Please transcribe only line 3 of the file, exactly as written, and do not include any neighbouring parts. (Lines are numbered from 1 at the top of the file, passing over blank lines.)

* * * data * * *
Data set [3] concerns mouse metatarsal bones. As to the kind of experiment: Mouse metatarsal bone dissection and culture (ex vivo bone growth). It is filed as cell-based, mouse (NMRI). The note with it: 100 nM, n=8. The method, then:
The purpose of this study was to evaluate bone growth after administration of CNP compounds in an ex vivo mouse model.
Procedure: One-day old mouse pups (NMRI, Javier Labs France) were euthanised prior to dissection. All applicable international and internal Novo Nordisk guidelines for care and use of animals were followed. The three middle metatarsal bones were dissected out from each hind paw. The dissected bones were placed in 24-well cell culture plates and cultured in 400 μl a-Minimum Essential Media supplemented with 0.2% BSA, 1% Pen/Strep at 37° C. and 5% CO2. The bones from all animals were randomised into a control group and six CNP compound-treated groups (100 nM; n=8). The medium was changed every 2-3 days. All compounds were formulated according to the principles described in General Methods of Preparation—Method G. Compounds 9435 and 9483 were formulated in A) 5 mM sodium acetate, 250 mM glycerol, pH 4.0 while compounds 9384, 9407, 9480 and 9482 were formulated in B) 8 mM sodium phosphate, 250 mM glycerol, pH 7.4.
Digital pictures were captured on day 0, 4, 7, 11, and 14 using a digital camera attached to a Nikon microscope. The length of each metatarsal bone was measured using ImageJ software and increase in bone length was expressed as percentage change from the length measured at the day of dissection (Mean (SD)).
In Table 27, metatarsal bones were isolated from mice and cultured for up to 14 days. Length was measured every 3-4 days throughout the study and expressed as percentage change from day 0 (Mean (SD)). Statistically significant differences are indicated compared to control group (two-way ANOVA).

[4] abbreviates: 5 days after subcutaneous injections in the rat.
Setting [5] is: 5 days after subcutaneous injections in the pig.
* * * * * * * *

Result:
Procedure: One-day old mouse pups (NMRI, Javier Labs France) were euthanised prior to dissection. All applicable international and internal Novo Nordisk guidelines for care and use of animals were followed. The three middle metatarsal bones were dissected out from each hind paw. The dissected bones were placed in 24-well cell culture plates and cultured in 400 μl a-Minimum Essential Media supplemented with 0.2% BSA, 1% Pen/Strep at 37° C. and 5% CO2. The bones from all animals were randomised into a control group and six CNP compound-treated groups (100 nM; n=8). The medium was changed every 2-3 days. All compounds were formulated according to the principles described in General Methods of Preparation—Method G. Compounds 9435 and 9483 were formulated in A) 5 mM sodium acetate, 250 mM glycerol, pH 4.0 while compounds 9384, 9407, 9480 and 9482 were formulated in B) 8 mM sodium phosphate, 250 mM glycerol, pH 7.4.